OPINION: Marketing Society - Why marketing has to relaunch itself to survive

That it may be time to sound the death knell for marketing may seem an odd concept for someone who has dedicated most of his working life to marketing, but who received his training in the 60s and 70s.

That it may be time to sound the death knell for marketing may seem an odd concept for someone who has dedicated most of his working life to marketing, but who received his training in the 60s and 70s.

I remember TV campaigns that cost pounds 600,000 for 600 national TVRs on the only available commercial channel; sales teams across the country calling on individual stores, persuading store managers to give them an end gondola display for a pittance of an incentive; merchandising teams calling on accounts, bringing stock from the warehouse and placing it in prime on-shelf positions.

In the 70s and 80s the manufacturer was king. The retailer was simply a means to get the product to the consumer. Consumers were easily led - if the product appeared on television they would buy it. If it delivered and was reasonably priced they would return. If not, they would move on.

It was easy to grow brands and the mass of marketing directors at the time saw the next step on their career path as managing director.

Education centred on Kotler, the guru of marketing. His works, coupled with a basic knowledge of the product life cycle, Oxenfeldt's approach to pricing and Maslow's hierarchy of needs, and a university degree meant you were equipped for marketing.

Where is marketing today? We are confused as to whether we are marketers or marketeers. We see an increasing number of firms with no marketing representation on the main board, and the position of marketing director is no longer the fast track to managing director.

Why is this? Quite simply marketing has failed too many companies. The profession has not kept pace with changes within the marketplace. It has failed to deliver and take account of returns on the investment companies have put behind marketing.

The retailers are now brands in their own right. They have taken control, quite rightly, of their supply chain, their stocks, and their image with their customers.

The end consumers have changed. They are more educated and have more choice. They have countless specialised media open to them. They shop differently, they buy differently, and they become bored quickly.

Marketing as we have known it over the past 30 to 40 years is finished.

We are tarnished by the shortfalls of our predecessors who continued to apply in the 80s and 90s the formulas that worked in the 60s and 70s.

Look how our colleagues have relaunched themselves. Salesmen are now business managers. Dispatch and transport departments have now become logistics and distribution. The accounts department has become finance. And what of marketing? Nothing has changed.

We need to relaunch as a profession of the 21st century. We have to be up to date, not only with consumer shifts, but also with retail and channel shifts. And we need to be more accountable for the resources we utilise.

We need a term to take us forward, to relieve us of the baggage of the 80s and 90s, to give us the credence to rise from the ashes and become the driving force within business in the 21st century. The first step is to accept that we have to kill off marketing!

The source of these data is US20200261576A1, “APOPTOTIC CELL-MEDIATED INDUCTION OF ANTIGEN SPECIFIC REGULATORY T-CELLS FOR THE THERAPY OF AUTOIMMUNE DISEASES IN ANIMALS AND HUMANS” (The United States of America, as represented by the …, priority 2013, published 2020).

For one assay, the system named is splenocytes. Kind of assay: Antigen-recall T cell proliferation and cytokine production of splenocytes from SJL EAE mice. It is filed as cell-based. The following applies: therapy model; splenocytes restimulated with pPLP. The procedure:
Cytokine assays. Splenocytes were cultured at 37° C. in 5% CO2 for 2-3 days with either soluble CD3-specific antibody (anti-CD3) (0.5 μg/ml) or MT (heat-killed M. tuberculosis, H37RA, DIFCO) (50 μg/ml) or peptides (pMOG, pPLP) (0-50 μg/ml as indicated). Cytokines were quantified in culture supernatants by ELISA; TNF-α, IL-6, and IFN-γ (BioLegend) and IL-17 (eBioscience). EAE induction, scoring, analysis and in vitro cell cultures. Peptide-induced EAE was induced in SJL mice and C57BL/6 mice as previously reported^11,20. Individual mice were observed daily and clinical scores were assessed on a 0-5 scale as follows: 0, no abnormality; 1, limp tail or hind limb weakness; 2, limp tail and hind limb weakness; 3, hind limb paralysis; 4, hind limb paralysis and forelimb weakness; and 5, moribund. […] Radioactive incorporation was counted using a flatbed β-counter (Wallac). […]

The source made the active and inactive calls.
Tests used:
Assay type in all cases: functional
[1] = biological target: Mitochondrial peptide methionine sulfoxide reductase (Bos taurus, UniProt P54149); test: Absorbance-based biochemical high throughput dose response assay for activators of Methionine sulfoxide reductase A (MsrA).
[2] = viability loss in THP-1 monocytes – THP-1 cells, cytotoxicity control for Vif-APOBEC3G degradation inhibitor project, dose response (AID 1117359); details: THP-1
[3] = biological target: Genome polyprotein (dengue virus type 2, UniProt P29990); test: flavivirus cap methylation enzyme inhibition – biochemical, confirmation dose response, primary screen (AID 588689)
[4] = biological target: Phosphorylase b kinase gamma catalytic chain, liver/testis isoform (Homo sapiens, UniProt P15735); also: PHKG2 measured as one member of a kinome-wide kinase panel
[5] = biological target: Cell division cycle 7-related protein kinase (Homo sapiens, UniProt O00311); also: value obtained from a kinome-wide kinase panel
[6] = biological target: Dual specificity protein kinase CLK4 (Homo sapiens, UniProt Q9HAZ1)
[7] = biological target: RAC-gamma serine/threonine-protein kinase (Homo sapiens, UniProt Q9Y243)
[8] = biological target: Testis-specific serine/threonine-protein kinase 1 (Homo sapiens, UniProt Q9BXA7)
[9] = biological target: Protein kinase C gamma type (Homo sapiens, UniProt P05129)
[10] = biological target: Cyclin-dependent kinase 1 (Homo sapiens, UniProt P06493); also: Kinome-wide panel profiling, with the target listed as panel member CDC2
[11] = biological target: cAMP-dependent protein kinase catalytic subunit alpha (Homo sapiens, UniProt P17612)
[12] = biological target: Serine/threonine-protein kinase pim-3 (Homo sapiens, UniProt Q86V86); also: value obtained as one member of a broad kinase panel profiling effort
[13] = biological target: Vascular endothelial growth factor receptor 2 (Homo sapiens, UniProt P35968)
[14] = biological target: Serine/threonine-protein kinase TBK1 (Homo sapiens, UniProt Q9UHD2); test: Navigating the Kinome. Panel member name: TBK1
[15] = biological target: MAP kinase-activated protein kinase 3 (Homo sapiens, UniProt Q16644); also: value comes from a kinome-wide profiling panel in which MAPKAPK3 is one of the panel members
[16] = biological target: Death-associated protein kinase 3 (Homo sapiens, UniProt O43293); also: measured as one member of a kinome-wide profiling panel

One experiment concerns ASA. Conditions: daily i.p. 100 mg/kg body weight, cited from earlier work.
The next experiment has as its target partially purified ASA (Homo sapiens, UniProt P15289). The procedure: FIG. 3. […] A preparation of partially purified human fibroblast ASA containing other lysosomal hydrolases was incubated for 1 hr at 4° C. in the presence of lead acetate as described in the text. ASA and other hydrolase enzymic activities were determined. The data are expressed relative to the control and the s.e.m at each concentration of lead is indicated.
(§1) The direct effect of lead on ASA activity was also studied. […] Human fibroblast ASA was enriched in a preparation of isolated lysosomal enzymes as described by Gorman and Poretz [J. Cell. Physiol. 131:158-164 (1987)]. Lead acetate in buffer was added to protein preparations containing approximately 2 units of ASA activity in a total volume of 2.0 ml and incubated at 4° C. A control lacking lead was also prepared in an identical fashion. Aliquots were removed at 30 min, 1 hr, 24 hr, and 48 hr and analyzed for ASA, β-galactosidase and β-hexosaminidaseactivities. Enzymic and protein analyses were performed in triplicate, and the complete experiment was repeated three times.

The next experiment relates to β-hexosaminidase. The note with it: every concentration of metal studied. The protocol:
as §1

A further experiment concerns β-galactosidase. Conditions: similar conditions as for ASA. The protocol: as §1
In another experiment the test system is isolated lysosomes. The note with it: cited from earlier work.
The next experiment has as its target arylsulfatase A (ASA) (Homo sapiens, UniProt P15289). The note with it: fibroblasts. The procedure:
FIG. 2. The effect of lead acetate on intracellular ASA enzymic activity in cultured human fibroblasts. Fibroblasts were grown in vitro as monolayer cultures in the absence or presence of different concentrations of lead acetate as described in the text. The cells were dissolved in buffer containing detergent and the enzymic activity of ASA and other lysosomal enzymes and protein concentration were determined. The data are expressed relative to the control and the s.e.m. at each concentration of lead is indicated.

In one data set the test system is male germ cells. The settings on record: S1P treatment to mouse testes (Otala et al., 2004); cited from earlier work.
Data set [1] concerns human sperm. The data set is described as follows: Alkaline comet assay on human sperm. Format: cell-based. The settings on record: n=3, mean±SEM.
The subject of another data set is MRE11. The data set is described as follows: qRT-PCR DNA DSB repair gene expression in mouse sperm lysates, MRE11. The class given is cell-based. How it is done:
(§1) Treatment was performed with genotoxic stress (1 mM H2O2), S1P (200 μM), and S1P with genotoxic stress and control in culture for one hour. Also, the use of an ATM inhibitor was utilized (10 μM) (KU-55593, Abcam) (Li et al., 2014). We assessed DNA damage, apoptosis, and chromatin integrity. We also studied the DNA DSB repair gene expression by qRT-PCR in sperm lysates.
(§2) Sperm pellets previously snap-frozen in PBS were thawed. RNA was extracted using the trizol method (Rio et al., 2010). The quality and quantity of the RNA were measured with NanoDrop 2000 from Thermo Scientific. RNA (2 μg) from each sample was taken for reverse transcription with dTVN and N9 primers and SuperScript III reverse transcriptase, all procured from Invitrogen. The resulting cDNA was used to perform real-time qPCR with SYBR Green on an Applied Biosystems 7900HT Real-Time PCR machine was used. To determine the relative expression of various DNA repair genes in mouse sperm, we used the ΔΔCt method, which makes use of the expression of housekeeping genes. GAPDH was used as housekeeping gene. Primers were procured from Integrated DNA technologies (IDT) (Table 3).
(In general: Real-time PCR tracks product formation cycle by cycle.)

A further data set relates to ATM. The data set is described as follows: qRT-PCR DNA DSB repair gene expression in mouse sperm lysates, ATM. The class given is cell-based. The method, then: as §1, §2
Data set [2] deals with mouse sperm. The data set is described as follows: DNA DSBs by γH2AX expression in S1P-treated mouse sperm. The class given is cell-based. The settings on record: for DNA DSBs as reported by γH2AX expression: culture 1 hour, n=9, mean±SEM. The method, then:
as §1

Steve Duncan is director of brand marketing at Fort James UK and a member of The Marketing Society.


Before commenting please read our rules for commenting on articles.

If you see a comment you find offensive, you can flag it as inappropriate. In the top right-hand corner of an individual comment, you will see 'flag as inappropriate'. Clicking this prompts us to review the comment. For further information see our rules for commenting on articles.

comments powered by Disqus
Brand Republic Jobs

subscribe now


John Lewis walks consumers through its history to celebrate 150 years of business
Waitrose boosts content strategy with 'Weekend Kitchen with Waitrose' C4 tie-up
Hottest virals: Cute puppies star in Pedigree ad, plus Idris Elba and Fruyo
Amnesty International burns candles to illuminate new hope
Toyota achieves the impossible by calming angry Roman drivers
Tom of Finland's 'homoerotic' drawings made into stamps
YouTube reveals user habits to appeal to 'older' marketers
Ex-M&S marketing chief Steven Sharp consulting at WPP
Wolff Olins reveals new CEO after Apple poaches Karl Heiselman
Glasgow offers £30,000 prize to best digital idea for 2014 Commonwealth Games
Google's revenues surge but shares drop as it grapples with transition to mobile
Facebook beats Twitter to most 'marketing friendly' social media site crown, says DMA
Fableists believe children like Finn should be outdoors enjoying life
Homebase, Baileys and Camelot join the line-up at Media360
MasterCard renews Rugby World Cup sponsorship to push cashless message
Lynx unleashes £9m 'Peace invasion' campaign
Social Brands 100 Youth: Pizza Hut most social youth brand in UK
Cheryl Cole is wild and arresting in new L'Oreal work
Morrisons told not to show alcohol ads during YouTube nursery rhymes
O2 head of brand Shadi Halliwell departs after 23 years at company in restructure
Tesco hit by further sales decline as it turns to digital Clubcard and social network
Branding guru Wally Olins dies aged 83
Duracell short film captures epic Transatlantic voyage
Ash runs Tinder experiment to show smokers are less desirable to opposite sex
British Airways teams up with Gerry Cottle Jnr for summer of rooftop film screenings
Arklu says 'girls can be superheroes too' with doll design competition
Coke enters squash market with Oasis Mighty Drops
Virgin Galactic signs up Land Rover as space flight sponsor
Motorola marketer Andrew Morley departs as Google gears up for sale to Lenovo
US Airways apologises after tweeting obscene image at a customer